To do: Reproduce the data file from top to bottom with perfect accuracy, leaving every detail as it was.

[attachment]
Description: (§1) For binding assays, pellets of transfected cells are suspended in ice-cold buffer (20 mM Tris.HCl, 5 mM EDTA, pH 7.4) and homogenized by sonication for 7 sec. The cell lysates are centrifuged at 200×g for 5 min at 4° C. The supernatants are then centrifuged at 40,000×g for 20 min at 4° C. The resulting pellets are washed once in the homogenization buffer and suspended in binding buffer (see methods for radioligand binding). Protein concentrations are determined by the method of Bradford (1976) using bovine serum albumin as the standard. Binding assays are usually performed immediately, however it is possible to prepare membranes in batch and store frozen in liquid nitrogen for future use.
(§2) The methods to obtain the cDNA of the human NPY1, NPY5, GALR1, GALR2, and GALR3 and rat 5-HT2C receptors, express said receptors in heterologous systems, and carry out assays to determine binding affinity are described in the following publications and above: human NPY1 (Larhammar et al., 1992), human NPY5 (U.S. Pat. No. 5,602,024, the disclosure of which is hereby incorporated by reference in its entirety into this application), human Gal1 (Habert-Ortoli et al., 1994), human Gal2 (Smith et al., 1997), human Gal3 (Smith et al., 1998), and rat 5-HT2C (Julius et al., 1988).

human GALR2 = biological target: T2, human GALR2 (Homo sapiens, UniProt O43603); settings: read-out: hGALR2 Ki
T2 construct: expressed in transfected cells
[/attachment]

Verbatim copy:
Description: (§1) For binding assays, pellets of transfected cells are suspended in ice-cold buffer (20 mM Tris.HCl, 5 mM EDTA, pH 7.4) and homogenized by sonication for 7 sec. The cell lysates are centrifuged at 200×g for 5 min at 4° C. The supernatants are then centrifuged at 40,000×g for 20 min at 4° C. The resulting pellets are washed once in the homogenization buffer and suspended in binding buffer (see methods for radioligand binding). Protein concentrations are determined by the method of Bradford (1976) using bovine serum albumin as the standard. Binding assays are usually performed immediately, however it is possible to prepare membranes in batch and store frozen in liquid nitrogen for future use.
(§2) The methods to obtain the cDNA of the human NPY1, NPY5, GALR1, GALR2, and GALR3 and rat 5-HT2C receptors, express said receptors in heterologous systems, and carry out assays to determine binding affinity are described in the following publications and above: human NPY1 (Larhammar et al., 1992), human NPY5 (U.S. Pat. No. 5,602,024, the disclosure of which is hereby incorporated by reference in its entirety into this application), human Gal1 (Habert-Ortoli et al., 1994), human Gal2 (Smith et al., 1997), human Gal3 (Smith et al., 1998), and rat 5-HT2C (Julius et al., 1988).

human GALR2 = biological target: T2, human GALR2 (Homo sapiens, UniProt O43603); settings: read-out: hGALR2 Ki
T2 construct: expressed in transfected cells